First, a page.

Crete is inseparable from myths and legends, which stem from its ancient past.

Hospitality of Zeus

The character of Cretans is generally hardened by the difficulties of life. However, they are always authentic, smiling and they love sharing their feelings and hospitality with their guests.

The Greek word for hospitality, philoxenia, derives from the words filos (friend) and xenos (stranger) and means to become friend with the stranger. Cretans are the genuine descendants of the Cretan-born Zeus, the god of gods, humans and hospitality. Indeed, Cretans are famous for their hospitality, induced solely by respect for their fellow men.


In Crete, Rhea gave birth to Zeus, the most important god of antiquity, father of the gods, people and hospitality. The Diktaean and Idaean Caves are connected to his birth and upbringing. Later, Zeus in the form of a white bull, abducted the beautiful nymph from Phoenicia, Europa, and moved her to Crete. They mated below the evergreen plane tree of Gortys, which is still alive. Afterwards, Europa gave birth to Minos, the king of the first brilliant European civilization, the Minoan, and therefore, the continent was named Europe.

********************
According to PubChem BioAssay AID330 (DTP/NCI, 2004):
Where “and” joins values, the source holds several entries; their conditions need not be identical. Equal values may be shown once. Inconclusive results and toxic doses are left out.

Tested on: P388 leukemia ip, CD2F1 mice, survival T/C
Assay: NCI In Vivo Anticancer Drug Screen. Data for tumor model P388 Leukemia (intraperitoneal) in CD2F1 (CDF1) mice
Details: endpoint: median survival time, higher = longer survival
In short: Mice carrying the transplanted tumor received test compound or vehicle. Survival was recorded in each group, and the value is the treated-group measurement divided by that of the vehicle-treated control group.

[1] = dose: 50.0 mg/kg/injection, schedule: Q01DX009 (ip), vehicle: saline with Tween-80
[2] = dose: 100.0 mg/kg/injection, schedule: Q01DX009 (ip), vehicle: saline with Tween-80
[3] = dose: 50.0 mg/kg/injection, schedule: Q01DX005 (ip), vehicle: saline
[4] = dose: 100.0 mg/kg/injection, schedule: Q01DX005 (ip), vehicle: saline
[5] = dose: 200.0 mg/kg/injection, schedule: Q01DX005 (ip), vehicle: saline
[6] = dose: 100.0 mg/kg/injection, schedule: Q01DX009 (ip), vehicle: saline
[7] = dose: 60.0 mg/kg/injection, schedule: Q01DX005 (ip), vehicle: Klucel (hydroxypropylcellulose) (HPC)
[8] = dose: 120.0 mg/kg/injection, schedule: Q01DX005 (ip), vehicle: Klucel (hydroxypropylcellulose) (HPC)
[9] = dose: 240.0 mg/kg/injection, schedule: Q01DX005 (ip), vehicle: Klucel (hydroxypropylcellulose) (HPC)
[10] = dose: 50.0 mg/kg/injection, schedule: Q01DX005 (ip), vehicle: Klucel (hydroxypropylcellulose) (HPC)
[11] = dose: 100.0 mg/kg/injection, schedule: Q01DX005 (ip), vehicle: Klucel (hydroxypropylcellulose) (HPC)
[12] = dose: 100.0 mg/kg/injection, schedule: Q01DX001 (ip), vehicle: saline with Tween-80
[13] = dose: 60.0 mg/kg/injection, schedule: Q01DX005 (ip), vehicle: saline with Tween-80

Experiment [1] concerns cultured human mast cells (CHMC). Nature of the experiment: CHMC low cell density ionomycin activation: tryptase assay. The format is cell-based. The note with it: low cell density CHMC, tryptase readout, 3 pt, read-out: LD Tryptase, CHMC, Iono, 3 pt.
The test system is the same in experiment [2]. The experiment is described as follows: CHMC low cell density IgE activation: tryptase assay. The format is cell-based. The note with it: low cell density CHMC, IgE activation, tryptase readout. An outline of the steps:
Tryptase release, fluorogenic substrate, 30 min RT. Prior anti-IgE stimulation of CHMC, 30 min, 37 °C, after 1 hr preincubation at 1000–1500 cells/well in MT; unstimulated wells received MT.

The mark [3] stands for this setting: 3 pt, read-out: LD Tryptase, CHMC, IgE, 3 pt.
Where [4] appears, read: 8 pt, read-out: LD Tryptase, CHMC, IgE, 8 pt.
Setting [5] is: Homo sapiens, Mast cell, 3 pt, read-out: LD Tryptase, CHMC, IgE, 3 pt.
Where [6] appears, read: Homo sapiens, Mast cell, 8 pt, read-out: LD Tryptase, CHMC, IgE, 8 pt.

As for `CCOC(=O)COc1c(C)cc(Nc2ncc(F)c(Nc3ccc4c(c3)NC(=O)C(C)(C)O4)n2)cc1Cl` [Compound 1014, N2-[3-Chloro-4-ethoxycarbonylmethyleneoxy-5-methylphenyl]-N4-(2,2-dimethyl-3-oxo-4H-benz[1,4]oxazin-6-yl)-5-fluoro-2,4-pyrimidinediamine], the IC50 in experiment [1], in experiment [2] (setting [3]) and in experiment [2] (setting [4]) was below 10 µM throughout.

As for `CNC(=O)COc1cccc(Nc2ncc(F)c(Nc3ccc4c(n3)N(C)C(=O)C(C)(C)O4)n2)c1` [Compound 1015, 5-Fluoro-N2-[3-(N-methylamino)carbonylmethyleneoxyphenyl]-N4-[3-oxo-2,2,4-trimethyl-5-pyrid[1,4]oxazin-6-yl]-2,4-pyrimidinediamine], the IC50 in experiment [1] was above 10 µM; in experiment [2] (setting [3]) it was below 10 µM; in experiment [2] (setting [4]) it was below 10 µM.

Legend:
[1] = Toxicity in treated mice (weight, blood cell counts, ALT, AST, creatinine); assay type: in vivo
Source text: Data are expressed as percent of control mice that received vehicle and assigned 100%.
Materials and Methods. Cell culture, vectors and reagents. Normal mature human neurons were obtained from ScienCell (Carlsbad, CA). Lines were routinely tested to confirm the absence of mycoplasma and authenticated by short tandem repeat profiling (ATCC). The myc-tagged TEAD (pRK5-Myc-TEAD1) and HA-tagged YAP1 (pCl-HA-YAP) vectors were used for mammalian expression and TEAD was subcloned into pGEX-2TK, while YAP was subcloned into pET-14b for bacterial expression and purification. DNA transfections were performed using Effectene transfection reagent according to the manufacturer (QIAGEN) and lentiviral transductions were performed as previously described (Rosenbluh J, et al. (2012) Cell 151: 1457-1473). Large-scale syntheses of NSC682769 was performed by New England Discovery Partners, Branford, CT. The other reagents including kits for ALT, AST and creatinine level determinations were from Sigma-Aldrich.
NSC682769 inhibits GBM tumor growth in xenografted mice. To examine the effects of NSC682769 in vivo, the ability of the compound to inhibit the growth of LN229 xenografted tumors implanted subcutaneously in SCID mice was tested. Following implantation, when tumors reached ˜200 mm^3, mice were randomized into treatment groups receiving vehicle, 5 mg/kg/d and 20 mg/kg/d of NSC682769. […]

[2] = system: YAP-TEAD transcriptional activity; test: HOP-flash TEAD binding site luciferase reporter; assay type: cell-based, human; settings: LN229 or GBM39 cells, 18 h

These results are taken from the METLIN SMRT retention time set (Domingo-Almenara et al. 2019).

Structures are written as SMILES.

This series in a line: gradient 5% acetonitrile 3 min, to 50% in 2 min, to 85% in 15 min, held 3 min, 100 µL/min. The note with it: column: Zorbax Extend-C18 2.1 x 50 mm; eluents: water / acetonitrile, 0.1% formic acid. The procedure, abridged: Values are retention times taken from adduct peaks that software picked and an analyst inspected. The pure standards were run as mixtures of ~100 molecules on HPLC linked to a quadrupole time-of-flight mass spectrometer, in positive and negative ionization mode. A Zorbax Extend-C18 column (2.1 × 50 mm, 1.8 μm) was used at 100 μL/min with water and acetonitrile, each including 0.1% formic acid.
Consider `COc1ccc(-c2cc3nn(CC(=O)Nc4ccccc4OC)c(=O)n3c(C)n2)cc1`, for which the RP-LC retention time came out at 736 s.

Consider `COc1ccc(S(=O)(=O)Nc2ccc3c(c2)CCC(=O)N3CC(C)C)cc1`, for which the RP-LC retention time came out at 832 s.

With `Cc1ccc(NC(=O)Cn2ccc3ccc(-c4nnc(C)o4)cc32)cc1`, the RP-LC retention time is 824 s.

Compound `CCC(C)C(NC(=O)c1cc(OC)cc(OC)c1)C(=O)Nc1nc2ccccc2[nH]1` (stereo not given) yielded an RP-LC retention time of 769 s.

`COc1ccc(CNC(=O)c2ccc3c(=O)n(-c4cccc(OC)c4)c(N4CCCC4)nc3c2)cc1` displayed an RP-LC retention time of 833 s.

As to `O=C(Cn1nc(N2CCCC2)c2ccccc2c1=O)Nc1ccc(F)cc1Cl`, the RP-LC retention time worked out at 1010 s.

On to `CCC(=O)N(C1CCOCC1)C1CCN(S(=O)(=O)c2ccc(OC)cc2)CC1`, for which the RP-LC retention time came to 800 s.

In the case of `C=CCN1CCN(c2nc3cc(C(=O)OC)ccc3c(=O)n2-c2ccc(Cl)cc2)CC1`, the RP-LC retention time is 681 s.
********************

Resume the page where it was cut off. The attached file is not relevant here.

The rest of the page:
It was Crete where for the first time the ingenious craftsman Daedalus, designed and built the famous Labyrinth, where the monstrous Minotaur was imprisoned. Later on, Daedalus ignored the law of gravity and escaped Crete by flying away with his son Icarus. In the dark Labyrinth, Theseus killed the Minotaur and found the exit by following the thread of Ariadne. Crete was guarded by the bronze giant Talos, the first robot in mythology. Talos wandered around the island three times a day and protected it from invaders, but it was exterminated by the Argonauts.

Even today there exist legends with the most famous ones being Drosoulites, shadows that walk at the break of dawn between May and June outside the fortress Fragokastello. These are the souls of soldiers who lost their lives there.